Scottie Scheffler masterclass delivers second Green Jacket

Scottie Scheffler - The Masters
Scottie Scheffler - The Masters / Warren Little/GettyImages

Augusta, Georgia - Sitting in Butler Cabin alongside ESPN's Scott Van Pelt, the 2024 Masters' opening-round leader, Bryson DeChambeau, spoke about having patience and how he's matured as a golfer.

After firing a stellar 7 under-par 65 on Thursday, Bryson shot a very respectable 73 in tough conditions Friday and was pleased with his second-round play; even though 1-over could've easily been 1-under had his putter cooperated.

Perhaps feeling it was time to take a risk on the par-5 15th hole during Saturday's third round, Bryson decided to go for the green in two (with his second); ripping a high-draw with a low-iron from the left side of the fairway that carried the water (short of the putting-surface) but didn’t draw enough before coming to-rest well right of the green and his intended target.

While the chunk, de-cel that found the water on his next (third) shot from roughly 55 yards was the play that cost him the most, Bryson's decision to clear the water with his second didn’t do him much good in the sense that he was nearly jailed for his third and walked away with a dub-step (double-bogey 7). Like Bryson, Sweden's Ludvig Aberg and USA's Collin Morikawa played brilliantly for most of the tournament; coming undone thanks to seemingly minor mental mistakes at crucial junctures during the weekend.

With 4 feet left for his birdie on the par-5 8th hole, Collin Morikawa knew he was in good shape during Sunday’s final round; level par through 7 and atop the Masters leaderboard alongside playing partner Scottie Scheffler at 6 under par.

Scottie Scheffler held the lead going into the final round

Scheffler, who had the 54-hole lead at 7 under, was also a shot clear of Morikawa entering their final-round pairing; a slight advantage that was gone after 2 bogeys to just 1 birdie knotted the 27-year-old Americans at 6 under through 61 holes. Standing over his 9-foot birdie-putt on 8, the 6-foot 3-inch Texan was fully aware of the situation at hand; a miss followed by a make from Morikawa would be hugely disappointing and a major lift for his opponent.

While the strokes-gained putting metric may tell us Scheffler struggles on the greens, big putts like his birdie effort on 8 reveal the truth about the world number 1’s flat-stick and how he’s clutch with it.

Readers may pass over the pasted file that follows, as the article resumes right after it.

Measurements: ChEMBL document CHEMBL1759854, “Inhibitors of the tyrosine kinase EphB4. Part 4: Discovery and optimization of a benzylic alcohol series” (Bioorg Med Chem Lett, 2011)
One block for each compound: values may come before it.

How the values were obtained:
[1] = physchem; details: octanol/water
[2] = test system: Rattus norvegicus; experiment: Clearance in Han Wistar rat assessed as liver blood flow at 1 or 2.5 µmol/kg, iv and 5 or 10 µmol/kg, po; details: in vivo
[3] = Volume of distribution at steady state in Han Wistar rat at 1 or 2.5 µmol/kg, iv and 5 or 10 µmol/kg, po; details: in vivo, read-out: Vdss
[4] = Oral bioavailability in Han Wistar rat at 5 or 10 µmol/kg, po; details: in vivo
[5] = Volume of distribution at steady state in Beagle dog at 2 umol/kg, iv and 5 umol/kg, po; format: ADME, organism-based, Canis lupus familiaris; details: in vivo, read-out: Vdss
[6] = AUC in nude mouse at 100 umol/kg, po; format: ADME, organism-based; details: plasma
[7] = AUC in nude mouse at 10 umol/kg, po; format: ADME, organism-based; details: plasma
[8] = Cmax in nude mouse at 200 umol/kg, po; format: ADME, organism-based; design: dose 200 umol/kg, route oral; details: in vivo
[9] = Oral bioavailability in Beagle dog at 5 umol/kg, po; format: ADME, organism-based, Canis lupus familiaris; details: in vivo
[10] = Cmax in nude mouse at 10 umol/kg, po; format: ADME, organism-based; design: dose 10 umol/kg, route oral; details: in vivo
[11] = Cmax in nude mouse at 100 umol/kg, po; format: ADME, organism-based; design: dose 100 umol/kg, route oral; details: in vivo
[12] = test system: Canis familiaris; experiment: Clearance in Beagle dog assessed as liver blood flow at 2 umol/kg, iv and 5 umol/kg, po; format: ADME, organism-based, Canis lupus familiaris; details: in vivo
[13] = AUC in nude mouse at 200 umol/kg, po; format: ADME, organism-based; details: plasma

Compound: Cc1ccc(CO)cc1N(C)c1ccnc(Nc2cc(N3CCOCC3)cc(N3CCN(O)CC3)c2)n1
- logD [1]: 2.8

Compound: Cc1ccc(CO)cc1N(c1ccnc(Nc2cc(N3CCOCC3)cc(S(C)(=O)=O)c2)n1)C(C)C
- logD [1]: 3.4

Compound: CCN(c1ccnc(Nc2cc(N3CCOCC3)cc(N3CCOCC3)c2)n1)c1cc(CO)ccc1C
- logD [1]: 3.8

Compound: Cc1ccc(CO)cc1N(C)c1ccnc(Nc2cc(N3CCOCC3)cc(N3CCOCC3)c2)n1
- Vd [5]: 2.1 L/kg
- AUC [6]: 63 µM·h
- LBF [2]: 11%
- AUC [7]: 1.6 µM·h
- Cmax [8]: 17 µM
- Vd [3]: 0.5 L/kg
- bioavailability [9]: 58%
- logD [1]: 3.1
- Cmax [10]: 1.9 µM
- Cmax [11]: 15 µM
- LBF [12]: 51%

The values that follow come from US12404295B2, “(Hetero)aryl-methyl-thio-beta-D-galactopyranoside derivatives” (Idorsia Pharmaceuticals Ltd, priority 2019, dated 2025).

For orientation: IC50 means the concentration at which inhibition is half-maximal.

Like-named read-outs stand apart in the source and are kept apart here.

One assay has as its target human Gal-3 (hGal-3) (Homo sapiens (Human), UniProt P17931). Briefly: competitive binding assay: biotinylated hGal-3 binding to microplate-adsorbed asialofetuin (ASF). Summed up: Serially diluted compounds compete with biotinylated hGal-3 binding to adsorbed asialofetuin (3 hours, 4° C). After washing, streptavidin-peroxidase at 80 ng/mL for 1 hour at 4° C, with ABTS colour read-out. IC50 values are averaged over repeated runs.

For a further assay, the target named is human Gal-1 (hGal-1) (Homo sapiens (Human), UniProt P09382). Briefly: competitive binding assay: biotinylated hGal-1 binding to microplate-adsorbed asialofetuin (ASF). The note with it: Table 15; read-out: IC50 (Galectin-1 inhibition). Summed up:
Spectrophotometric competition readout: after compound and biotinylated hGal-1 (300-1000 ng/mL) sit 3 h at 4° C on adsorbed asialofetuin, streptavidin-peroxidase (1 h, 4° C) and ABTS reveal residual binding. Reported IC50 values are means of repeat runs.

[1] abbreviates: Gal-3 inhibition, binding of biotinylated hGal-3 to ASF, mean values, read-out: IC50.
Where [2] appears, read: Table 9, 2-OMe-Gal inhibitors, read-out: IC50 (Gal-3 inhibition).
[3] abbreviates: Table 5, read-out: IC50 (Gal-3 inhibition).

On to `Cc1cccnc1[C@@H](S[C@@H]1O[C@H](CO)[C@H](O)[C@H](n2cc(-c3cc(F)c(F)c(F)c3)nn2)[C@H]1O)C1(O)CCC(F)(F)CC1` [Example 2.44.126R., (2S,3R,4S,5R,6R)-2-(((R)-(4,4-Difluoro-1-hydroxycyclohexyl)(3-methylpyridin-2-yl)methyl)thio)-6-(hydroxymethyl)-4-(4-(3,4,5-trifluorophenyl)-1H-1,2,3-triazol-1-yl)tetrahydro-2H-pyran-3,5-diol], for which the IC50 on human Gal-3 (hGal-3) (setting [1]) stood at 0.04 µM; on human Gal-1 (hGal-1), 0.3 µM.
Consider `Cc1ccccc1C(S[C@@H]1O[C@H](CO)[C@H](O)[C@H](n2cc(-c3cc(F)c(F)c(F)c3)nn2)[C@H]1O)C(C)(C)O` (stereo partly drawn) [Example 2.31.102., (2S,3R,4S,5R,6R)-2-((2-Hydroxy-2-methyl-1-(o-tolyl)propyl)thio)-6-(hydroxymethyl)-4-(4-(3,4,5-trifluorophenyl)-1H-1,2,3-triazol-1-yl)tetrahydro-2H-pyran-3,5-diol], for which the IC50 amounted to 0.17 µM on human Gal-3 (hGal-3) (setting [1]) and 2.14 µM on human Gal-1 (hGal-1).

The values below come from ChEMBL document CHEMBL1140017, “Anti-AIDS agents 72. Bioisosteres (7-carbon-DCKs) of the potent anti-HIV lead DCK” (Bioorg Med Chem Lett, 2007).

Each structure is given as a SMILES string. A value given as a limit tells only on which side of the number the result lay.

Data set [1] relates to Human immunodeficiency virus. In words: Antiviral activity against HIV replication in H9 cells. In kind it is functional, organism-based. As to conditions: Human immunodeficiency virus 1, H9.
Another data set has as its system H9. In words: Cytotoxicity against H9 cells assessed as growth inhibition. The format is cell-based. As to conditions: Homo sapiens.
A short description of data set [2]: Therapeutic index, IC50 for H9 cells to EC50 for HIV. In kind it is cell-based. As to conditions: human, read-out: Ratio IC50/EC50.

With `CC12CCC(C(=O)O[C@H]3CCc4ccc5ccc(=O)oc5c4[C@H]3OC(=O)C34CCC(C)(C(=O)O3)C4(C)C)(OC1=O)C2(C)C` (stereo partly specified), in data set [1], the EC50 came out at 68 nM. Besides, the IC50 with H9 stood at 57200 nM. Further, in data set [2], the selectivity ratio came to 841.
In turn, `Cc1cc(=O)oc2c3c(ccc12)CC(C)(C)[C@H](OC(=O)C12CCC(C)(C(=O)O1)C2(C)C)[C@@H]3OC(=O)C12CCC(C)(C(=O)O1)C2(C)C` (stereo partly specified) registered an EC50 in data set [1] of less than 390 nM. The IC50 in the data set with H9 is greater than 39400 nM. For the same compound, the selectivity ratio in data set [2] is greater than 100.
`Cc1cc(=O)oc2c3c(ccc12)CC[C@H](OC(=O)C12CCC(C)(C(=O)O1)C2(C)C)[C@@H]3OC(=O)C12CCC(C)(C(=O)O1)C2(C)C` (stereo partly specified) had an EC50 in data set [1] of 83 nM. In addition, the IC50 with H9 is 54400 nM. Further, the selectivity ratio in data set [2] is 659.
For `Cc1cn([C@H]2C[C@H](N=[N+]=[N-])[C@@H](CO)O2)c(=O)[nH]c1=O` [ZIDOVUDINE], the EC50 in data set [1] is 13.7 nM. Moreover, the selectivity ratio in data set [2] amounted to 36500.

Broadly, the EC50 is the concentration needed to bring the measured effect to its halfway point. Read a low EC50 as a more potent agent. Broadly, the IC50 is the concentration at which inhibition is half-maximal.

Sensing the strength of Scheffler once he drilled that gusty 9-footer and stuffed his second shot on 9 to a few inches from the cup, Morikawa bit off more than he could chew with his third shot on 9 from the left green-side bunker; getting too cute with it and leaving it in the (same) bunker before carding a devastating double-bogey 6 and losing 3-shots to Scottie.

Patience and course-management are critical for any golfer; especially the guys in contention at the Masters; during a tough, windy week with (firm & fast) greens rolling at a 13 or 14 on the Stimpmeter.

After not taking his medicine on the 9th, Morikawa mismanaged his game yet again merely two holes later; officially playing his way out of contention by yanking his 220-yard approach into the pond left of the 11th green.

Even though Morikawa doubled the 9th and was trailing the leader (Scottie) by four with 8 holes to play, he was still in the tournament; not to mention the 11th at Augusta National is a terrible spot to be aggressive (with your second) from 185 yards let alone 220. After watching Collin rinse his approach on 11, Scottie made the prudent decision; bailing out to the right of the putting surface from about 190 and eventually walking away with a smart 5 as Morikawa sealed his fate with another needless double-bogey 6.

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Coming off of 3 straight birdies (8, 9, & 10) and in the fairway on 11, it would’ve been awfully tempting for Scottie to knock his second to 15 feet right of the dangerous, left hole location; a bold line that he of all players could’ve taken successfully but didn’t because he’s the best of the best. In other words, Scottie just plain old “gets it”.